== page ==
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U.S. News

Oregon Effort to Stop HIV Starts Next Week

June 9, 2004

A note from TheBody.com: Since this article was written, the HIV pandemic has changed, as has our understanding of HIV/AIDS and its treatment. As a result, parts of this article may be outdated. Please keep this in mind, and be sure to visit other parts of our site for more recent information!

Several HIV-positive Oregonians -- a bisexual white man, a black man, a young gay man, and a former methamphetamine addict -- will share their personal stories online as part of a statewide Web-based marketing campaign aimed at curbing the spread of HIV/AIDS. HIV Stops With Me, which launches June 13 at www.hivstopswithme.org, deals directly with sex and condom use and discusses issues like responsibility, communication and disclosure.

"It takes enormous courage to stand up publicly and say, 'I have HIV and I'm not going to infect anyone new," said Mitch Zahn, HIV prevention manager in the state Department of Human Services. "The power of this campaign is that it features Oregonians speaking out to others who are infected about how they can stop this," Zahn added. Visitors to the site can ask questions of the men and access additional resources.

The campaign began in San Francisco, where it has been effective, said Dr. Steven Tierney, director of HIV prevention for the city Department of Public Health. "The Internet is the new gay bar," explained Tierney. "People go there looking for information and partners and ideas. Having an active campaign that's Web-based really speaks to a whole generation of people for whom the Web is an integral part of their social life."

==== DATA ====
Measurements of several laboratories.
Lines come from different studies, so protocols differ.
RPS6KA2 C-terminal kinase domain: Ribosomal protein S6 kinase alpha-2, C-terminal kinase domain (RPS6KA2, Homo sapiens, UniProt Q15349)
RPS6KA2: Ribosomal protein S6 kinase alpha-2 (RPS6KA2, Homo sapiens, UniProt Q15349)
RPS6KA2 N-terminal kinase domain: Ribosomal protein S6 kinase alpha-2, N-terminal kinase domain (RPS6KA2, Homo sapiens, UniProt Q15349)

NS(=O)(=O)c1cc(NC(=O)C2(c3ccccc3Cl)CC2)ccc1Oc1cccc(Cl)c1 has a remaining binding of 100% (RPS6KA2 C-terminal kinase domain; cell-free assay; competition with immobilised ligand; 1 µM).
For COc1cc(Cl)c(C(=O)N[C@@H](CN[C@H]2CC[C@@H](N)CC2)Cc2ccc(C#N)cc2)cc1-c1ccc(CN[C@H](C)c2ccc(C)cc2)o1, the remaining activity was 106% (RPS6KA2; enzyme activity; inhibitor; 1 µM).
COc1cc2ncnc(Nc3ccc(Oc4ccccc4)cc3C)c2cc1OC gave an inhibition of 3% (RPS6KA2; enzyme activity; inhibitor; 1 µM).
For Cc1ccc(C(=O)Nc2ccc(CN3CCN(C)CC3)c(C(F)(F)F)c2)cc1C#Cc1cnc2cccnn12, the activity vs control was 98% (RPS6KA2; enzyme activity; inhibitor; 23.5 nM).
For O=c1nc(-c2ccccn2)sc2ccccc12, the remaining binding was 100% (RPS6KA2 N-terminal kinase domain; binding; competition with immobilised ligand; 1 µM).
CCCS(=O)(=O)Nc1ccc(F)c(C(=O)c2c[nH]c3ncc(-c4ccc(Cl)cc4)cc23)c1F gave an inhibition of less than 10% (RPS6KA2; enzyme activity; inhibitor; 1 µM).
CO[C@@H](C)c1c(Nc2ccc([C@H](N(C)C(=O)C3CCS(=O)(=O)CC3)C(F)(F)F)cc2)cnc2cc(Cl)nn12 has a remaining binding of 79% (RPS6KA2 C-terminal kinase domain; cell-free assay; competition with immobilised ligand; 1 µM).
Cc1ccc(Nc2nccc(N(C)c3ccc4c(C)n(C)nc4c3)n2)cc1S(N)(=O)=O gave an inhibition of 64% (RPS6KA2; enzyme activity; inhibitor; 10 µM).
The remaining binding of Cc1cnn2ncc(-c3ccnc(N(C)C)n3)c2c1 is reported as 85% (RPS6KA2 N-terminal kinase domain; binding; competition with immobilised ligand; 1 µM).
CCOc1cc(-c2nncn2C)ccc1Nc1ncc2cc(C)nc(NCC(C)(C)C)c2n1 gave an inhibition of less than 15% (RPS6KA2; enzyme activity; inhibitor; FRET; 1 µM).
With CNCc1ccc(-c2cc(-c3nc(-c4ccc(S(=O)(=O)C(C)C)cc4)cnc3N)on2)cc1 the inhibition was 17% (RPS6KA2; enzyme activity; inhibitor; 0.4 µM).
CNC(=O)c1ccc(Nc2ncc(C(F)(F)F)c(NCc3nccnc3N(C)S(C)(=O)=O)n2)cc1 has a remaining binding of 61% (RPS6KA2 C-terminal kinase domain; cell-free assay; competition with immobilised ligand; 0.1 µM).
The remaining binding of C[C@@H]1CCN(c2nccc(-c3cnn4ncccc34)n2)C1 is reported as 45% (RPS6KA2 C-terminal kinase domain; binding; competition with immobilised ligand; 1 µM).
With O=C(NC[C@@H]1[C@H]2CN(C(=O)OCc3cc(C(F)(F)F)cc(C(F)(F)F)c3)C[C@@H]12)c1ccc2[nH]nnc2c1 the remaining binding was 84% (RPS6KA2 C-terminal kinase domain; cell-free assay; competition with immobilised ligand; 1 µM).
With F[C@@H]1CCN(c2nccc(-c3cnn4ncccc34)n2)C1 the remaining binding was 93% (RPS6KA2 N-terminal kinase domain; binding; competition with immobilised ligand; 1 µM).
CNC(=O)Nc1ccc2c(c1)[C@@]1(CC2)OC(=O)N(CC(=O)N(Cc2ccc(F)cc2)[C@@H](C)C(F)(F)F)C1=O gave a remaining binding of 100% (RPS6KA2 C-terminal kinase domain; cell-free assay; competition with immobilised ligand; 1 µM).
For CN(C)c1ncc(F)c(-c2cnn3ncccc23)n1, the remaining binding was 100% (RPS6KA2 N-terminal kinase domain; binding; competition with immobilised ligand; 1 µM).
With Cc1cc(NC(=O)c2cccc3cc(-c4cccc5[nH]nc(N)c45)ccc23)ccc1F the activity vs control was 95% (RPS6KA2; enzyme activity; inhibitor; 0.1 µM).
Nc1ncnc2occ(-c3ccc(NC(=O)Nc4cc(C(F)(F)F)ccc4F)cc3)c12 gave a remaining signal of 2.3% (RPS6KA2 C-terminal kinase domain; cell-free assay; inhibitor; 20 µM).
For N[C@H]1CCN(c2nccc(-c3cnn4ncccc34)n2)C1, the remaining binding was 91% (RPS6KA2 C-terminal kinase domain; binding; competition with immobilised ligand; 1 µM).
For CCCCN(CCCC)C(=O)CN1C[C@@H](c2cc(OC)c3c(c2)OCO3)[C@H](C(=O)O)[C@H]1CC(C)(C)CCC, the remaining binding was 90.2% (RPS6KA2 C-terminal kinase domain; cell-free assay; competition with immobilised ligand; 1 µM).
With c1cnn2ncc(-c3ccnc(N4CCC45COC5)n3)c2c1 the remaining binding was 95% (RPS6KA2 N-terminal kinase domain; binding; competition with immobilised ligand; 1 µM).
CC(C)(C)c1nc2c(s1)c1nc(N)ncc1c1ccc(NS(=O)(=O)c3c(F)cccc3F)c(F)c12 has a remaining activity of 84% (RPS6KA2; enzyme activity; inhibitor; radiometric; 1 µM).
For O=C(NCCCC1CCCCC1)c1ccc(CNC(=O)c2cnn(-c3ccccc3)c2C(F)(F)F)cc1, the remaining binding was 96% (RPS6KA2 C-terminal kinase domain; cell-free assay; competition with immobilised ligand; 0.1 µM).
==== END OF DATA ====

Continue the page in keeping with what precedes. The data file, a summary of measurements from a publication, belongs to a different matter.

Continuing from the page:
HIV Stops With Me is being funded by CDC, which estimates that 25 percent of the roughly 900,000 Americans with HIV do not know they are infected. Later this month, the campaign will launch in Seattle.

Back to other news for June 9, 2004

Adapted from:
Associated Press
06.07.04

A note from TheBody.com: Since this article was written, the HIV pandemic has changed, as has our understanding of HIV/AIDS and its treatment. As a result, parts of this article may be outdated. Please keep this in mind, and be sure to visit other parts of our site for more recent information!



  
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This article was provided by CDC National Prevention Information Network. It is a part of the publication CDC HIV/Hepatitis/STD/TB Prevention News Update.
 
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